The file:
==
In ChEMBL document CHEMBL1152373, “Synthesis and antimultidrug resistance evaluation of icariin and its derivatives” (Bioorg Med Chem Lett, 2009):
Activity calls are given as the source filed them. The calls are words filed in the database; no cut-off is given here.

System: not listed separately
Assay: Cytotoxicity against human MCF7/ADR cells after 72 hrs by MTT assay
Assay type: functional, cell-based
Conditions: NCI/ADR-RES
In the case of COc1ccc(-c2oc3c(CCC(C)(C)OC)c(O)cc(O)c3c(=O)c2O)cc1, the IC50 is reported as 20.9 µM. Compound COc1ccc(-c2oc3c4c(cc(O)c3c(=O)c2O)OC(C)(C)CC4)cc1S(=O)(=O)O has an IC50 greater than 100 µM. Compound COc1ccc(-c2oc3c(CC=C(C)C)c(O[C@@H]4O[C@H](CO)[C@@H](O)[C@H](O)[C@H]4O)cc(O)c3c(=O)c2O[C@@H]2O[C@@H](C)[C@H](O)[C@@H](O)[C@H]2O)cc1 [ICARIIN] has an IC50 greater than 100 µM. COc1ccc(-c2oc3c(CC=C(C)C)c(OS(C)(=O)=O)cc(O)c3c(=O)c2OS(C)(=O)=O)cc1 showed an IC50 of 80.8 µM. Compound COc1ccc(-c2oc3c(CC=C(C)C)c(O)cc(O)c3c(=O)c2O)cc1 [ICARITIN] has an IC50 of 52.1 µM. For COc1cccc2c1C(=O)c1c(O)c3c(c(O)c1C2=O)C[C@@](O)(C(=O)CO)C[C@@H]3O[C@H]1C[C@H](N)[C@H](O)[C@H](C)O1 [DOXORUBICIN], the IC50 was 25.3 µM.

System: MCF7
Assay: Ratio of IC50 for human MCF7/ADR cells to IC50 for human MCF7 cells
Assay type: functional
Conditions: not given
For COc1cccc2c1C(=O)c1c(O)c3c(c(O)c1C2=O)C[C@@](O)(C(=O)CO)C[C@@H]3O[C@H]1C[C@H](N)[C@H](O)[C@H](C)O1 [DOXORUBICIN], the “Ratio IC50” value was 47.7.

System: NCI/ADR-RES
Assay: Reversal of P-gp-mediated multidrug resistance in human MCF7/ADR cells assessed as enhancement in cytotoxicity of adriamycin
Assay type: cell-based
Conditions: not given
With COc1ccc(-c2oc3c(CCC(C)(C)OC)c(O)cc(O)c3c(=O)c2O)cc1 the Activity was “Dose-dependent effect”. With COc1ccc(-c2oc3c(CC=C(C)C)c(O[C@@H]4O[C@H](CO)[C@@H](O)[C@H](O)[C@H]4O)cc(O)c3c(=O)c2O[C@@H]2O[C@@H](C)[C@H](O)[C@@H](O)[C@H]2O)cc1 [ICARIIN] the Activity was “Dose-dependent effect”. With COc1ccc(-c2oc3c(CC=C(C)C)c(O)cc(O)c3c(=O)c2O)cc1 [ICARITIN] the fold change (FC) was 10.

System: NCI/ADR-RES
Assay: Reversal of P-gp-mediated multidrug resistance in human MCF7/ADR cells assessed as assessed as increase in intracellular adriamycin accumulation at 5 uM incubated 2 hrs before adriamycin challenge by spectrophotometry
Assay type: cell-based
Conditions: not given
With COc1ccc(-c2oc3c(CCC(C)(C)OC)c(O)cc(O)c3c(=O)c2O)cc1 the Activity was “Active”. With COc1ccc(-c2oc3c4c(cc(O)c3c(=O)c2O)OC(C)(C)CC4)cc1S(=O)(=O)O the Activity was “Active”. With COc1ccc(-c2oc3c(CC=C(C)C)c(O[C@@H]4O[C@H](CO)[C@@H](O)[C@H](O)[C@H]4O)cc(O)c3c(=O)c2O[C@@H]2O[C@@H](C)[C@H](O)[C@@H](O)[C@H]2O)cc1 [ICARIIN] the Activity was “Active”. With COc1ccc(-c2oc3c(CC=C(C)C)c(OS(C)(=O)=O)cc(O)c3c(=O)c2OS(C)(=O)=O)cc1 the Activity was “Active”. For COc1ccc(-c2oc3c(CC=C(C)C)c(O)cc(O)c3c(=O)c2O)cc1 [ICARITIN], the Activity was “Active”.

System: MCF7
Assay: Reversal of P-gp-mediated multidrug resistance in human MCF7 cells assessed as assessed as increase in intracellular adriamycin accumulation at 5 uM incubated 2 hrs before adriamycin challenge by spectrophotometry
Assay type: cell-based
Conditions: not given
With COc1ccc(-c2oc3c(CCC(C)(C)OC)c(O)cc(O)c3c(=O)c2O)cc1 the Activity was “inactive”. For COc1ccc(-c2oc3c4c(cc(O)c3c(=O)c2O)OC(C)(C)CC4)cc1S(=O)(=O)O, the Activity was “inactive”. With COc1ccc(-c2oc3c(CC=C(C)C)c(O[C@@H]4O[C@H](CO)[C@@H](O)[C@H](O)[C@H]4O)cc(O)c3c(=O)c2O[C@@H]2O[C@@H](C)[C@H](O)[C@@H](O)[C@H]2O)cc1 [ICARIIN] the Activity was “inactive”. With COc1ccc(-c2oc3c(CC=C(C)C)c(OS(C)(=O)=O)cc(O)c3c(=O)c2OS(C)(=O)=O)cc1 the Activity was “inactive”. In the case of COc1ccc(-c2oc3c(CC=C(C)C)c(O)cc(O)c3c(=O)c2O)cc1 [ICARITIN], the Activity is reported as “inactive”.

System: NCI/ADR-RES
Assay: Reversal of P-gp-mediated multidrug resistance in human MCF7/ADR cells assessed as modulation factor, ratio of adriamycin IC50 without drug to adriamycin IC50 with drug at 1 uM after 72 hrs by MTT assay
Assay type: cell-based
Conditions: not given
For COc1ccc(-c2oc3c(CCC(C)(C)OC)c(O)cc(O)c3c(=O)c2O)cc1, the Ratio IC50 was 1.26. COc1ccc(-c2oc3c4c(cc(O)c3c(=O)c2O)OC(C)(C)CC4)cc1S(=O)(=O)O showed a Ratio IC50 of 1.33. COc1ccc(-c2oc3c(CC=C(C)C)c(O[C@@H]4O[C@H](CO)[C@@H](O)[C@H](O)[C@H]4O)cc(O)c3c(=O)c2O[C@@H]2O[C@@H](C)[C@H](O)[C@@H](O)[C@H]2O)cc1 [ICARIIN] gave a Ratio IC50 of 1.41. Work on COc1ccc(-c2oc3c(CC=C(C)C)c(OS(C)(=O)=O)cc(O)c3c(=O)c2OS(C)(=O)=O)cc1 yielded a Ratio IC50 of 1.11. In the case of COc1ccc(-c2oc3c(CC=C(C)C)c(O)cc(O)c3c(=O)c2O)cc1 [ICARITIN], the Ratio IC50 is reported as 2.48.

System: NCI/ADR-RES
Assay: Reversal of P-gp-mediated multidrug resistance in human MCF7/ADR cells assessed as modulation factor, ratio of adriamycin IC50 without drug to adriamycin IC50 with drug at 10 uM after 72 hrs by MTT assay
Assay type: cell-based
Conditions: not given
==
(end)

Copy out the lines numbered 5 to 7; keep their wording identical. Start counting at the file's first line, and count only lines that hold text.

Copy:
Assay type: functional, cell-based
Conditions: NCI/ADR-RES
In the case of COc1ccc(-c2oc3c(CCC(C)(C)OC)c(O)cc(O)c3c(=O)c2O)cc1, the IC50 is reported as 20.9 µM. Compound COc1ccc(-c2oc3c4c(cc(O)c3c(=O)c2O)OC(C)(C)CC4)cc1S(=O)(=O)O has an IC50 greater than 100 µM. Compound COc1ccc(-c2oc3c(CC=C(C)C)c(O[C@@H]4O[C@H](CO)[C@@H](O)[C@H](O)[C@H]4O)cc(O)c3c(=O)c2O[C@@H]2O[C@@H](C)[C@H](O)[C@@H](O)[C@H]2O)cc1 [ICARIIN] has an IC50 greater than 100 µM. COc1ccc(-c2oc3c(CC=C(C)C)c(OS(C)(=O)=O)cc(O)c3c(=O)c2OS(C)(=O)=O)cc1 showed an IC50 of 80.8 µM. Compound COc1ccc(-c2oc3c(CC=C(C)C)c(O)cc(O)c3c(=O)c2O)cc1 [ICARITIN] has an IC50 of 52.1 µM. For COc1cccc2c1C(=O)c1c(O)c3c(c(O)c1C2=O)C[C@@](O)(C(=O)CO)C[C@@H]3O[C@H]1C[C@H](N)[C@H](O)[C@H](C)O1 [DOXORUBICIN], the IC50 was 25.3 µM.